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Starting a membership site is beyond exciting when you’re full of ideas for it.
I thought about, researched, and worked on this blogging community for years before it came to be the site it is now.
Why’d it take so long, you wonder?
Because this membership site isn’t like most others.
Bloggers typically make membership sites around their knowledge and the digital products they create. Their offerings can be anything from stock photos and training videos, to group coaching calls and Q&As with them.
That way, many of the tools you need are built in, like email notifications and payment processing.
The reason I didn’t go that route was because my idea for a membership site was something else entirely.
I didn’t want to use a platform, I wanted to create a platform!
I had envisioned a site that would help you easily connect with other bloggers to collaborate with.
A site where you could quickly find guest post and other collab opportunities…that you can join for free!
And creating such things from scratch takes time!
Starting any membership site is obviously a big undertaking, yet it’s still easy to underestimate the amount of work, decisions, and small steps that it involves.
As they say, the devil is in the details.
Here’s a rundown of 44 things we did to start a membership site:
- Come up with an idea and a plan.
- Think of a domain name. (This took months, as everything I thought of was taken, even this domain!)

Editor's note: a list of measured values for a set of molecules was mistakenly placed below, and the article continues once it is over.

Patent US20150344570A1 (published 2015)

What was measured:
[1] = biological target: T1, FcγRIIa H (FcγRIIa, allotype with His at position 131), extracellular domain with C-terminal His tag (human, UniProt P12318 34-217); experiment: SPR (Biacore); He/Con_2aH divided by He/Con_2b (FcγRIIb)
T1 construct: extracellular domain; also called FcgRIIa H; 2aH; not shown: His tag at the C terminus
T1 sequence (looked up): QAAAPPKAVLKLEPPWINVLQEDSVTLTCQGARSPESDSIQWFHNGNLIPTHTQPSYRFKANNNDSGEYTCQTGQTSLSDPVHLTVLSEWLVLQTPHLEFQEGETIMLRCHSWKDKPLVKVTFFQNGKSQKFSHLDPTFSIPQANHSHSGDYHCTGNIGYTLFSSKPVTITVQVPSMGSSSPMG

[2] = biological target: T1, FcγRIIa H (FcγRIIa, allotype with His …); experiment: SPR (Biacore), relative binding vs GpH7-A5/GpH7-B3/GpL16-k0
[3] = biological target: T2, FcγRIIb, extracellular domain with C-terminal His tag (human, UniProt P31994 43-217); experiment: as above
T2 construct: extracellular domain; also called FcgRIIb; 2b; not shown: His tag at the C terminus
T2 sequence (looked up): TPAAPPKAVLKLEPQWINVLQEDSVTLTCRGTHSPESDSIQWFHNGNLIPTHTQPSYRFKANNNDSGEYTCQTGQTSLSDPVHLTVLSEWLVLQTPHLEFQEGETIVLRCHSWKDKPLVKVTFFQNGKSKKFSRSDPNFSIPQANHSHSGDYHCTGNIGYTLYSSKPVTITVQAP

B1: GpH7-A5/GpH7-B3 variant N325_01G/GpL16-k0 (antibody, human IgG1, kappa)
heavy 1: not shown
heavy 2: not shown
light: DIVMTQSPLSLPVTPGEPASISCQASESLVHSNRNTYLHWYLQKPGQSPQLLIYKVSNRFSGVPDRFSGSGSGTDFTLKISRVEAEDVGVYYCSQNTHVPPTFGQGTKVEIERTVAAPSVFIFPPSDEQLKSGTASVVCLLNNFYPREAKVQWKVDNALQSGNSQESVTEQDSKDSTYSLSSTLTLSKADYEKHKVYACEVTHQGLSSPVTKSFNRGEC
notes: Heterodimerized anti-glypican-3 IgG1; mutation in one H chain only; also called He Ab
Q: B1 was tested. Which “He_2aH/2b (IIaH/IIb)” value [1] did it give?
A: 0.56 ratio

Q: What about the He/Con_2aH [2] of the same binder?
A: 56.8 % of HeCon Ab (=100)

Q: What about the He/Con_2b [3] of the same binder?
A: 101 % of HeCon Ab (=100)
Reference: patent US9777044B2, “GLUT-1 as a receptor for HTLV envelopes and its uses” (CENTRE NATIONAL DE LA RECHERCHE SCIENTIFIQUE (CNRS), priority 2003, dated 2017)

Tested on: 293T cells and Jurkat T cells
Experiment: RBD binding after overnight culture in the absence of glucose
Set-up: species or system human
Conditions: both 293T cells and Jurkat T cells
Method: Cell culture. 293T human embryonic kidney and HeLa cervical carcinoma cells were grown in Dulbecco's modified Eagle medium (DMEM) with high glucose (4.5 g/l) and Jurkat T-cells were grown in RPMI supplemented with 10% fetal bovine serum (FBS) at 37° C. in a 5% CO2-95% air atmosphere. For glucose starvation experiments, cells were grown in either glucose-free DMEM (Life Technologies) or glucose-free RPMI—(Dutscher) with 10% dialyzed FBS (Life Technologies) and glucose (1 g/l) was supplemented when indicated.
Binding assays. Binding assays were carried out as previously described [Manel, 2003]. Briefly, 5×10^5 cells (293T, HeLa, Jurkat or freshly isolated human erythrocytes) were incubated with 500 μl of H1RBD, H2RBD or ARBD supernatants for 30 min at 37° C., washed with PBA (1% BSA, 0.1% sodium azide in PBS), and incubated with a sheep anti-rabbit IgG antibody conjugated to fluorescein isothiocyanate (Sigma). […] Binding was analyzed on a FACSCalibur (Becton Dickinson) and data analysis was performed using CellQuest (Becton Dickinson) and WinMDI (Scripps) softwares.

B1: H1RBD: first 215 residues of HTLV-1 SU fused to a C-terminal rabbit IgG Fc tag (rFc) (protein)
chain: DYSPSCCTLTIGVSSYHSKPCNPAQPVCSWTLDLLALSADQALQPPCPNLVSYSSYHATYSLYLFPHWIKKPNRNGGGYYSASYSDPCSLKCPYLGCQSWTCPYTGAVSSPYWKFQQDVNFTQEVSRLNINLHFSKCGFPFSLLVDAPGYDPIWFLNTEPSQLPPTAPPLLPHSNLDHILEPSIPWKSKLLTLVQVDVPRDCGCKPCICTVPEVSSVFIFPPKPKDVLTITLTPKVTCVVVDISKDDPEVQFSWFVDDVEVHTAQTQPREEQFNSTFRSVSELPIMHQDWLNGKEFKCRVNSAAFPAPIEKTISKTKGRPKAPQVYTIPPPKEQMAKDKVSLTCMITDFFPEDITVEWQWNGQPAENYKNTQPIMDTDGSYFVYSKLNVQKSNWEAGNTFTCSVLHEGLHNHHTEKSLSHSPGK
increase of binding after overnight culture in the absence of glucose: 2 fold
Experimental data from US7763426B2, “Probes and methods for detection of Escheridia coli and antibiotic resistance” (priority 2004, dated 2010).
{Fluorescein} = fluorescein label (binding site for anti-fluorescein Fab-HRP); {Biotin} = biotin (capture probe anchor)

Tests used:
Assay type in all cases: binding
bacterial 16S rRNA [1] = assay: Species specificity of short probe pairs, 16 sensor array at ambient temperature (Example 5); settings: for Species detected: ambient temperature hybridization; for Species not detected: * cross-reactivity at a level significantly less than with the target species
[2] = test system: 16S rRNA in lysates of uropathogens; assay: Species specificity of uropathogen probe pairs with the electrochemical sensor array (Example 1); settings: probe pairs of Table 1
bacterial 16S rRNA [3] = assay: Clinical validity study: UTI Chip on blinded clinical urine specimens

- Register the domain with free Who.Is privacy.
- Reserve the username on social media sites.
- Research and sign up for a web host.
- Install and configure WordPress.
- Enable a free TLS certificate (also known as SSL) and update my settings so that my site always gets served over a secure https connection.
- Choose and customize a WordPress theme.
- Research and install plugins, like Yoast for SEO and Defender for security.
- Add Google analytics tracking and block my own traffic from the stats.
- Set up a free Google Search Console account to see any problems Google finds indexing my site.
- Create some general content.
- Find free fonts and stock photos to use in graphics.
- Learn how to use GIMP, a free graphic design program.
- Create graphics–primarily pins–for my content. (It was months before the graphics I made were decent, this was not an easy step!)
- Set up a Pinterest business account, enable rich pins, and pin my content.
- Create board cover images for my main Pinterest boards.
- Apply to join group boards on Pinterest to circulate my pins to a wider audience.
- Set up Tailwind to get my pins shared.
- Schedule other people’s pins in Tailwind, because you can’t add your pins to tribes without also sharing others’ pins.
- Set up ConvertKit and create a newsletter popup to start collecting emails.
- Create an opt-in freebie, then delete it after only two downloads. (I decided I’d rather people join my mailing list because they were interested in what I was building–a blogger collabs platform–rather than just to get a free checklist.)